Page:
Google Earth has been around for a few years now and it has turned into more than just a fancy map. A person can sit at their kitchen table and take an aerial tour of the world from a bird’s viewpoint. Most of the images are dull, boring and mundane shots of roads, fields and forests. Some though, like a memorial to an Argentina love story, are surprising views of natural formations or a familiar view from a different perspective.
In Cordoba, Argentina, one site stands out. In the farmlands and la pampas, is a heart-moving work of love. When planes fly over the fields of the region, passengers are surprised to see a giant guitar-shaped forest stuck in the middle of the plowed fields. The guitar is more than just a great piece of earth art, where forms are made into the natural landscape. The guitar is a tribute to a man’s lost love.
It all started in 1977 when 28-year-old Pedro Martin Ureta, an Argentina farmer, lost his wife. He planted the grove of trees in the shape of an acoustic guitar in her memory. Nearly 40 years later, Ureta still maintains and nurtures the memorial.
In his 70s now, Ureta was a rebel in his younger days. When he met the 17-year-old Graciela Yraizoz in his hometown, everything changed for him. Marrying Graciela, who oversaw work in the fields, the couple made big plans for the farm.
One day, on a flight over Pampa, Graciela noticed a field that looked like a milking pail from the air. Graciela figured that her family could create something different, and more spectacular, on their own farm. Her idea? A giant forest shaped as her favorite instrument – the guitar.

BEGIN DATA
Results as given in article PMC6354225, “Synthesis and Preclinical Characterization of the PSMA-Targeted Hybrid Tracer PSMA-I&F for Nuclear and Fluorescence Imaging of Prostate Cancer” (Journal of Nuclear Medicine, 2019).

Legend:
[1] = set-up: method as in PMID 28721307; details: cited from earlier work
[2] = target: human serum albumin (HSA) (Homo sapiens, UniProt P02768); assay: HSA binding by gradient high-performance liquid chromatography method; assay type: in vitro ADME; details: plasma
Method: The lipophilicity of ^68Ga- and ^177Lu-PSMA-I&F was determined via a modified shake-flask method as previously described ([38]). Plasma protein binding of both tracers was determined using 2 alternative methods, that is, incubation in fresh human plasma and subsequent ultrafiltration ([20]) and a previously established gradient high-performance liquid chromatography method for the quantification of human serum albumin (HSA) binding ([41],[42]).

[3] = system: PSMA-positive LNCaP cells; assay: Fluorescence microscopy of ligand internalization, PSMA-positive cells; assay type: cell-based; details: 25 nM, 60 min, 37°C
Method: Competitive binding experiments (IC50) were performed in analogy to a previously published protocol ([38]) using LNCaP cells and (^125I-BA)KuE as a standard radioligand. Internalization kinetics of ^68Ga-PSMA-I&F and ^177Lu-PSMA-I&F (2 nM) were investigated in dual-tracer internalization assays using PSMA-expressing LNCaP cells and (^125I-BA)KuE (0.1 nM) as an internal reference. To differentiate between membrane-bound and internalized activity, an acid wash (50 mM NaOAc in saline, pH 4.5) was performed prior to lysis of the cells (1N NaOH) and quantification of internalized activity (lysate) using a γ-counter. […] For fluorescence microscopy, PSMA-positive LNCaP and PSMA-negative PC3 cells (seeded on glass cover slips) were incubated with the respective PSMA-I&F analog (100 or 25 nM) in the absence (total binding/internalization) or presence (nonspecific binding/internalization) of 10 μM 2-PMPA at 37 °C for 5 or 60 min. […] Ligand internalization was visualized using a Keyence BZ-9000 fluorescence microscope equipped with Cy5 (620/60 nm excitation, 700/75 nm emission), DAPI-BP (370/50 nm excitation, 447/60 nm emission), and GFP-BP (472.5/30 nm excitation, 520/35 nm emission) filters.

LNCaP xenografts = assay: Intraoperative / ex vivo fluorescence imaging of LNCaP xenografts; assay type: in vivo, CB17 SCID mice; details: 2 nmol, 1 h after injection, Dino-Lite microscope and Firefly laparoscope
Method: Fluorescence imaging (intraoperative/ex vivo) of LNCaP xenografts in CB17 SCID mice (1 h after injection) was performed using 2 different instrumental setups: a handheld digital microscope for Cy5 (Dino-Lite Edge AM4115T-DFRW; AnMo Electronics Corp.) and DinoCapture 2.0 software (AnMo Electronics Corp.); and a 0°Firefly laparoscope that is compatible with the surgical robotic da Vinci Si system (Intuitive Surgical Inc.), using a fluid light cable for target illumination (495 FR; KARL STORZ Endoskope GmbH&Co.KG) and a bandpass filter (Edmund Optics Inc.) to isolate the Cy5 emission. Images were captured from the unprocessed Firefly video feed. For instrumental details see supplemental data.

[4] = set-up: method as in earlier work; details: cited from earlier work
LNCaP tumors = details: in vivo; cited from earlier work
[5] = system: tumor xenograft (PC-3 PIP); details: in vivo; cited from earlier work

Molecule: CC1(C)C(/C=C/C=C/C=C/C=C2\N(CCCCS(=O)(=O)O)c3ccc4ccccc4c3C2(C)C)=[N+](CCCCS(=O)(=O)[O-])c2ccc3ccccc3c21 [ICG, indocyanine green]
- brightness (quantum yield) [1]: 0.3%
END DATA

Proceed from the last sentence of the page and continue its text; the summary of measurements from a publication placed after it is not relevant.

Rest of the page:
Ureta had to put Graciela’s idea on the back burner for a while. With so many things to do to run a farm, there just didn’t appear to be enough time. “Later. We’ll talk about it later,” was all Ureta would say to Graciela when she brought it up.
Ureta’s youngest child says, “My father was a young man and very busy with his work and own plans.”
“Later” never came though. In 1977, Graciela died unexpectedly of bleeding on the brain at 25. To further the tragedy, the mother of four was pregnant with the couple’s fifth child. Ureta was heartbroken.
He decided that the ideal way to honor his late wife would be to make her wish come true and create the huge work of art in her memory. After contacting landscapers, who refused to help, the farmer and his children decided to do it themselves. Together they planted nearly 7,000 trees. Using cypress for the body of the guitar and sound hole, Ureta and his children used Blue eucalyptus trees for the six strings.
After a few rough seasons while waiting for the trees to root, Ureta’s dedication finally paid off. Watching the forest grow over the years with his children gave the widower and his family some comfort.
“It was the closest thing possible to having my mother alive,” said Maria Julia, the eldest of the children. One of Ureta’s dreams is to fly over the forest one more time before he dies so that he can catch a vision of Argentina love from the air.
By Jerry Nelson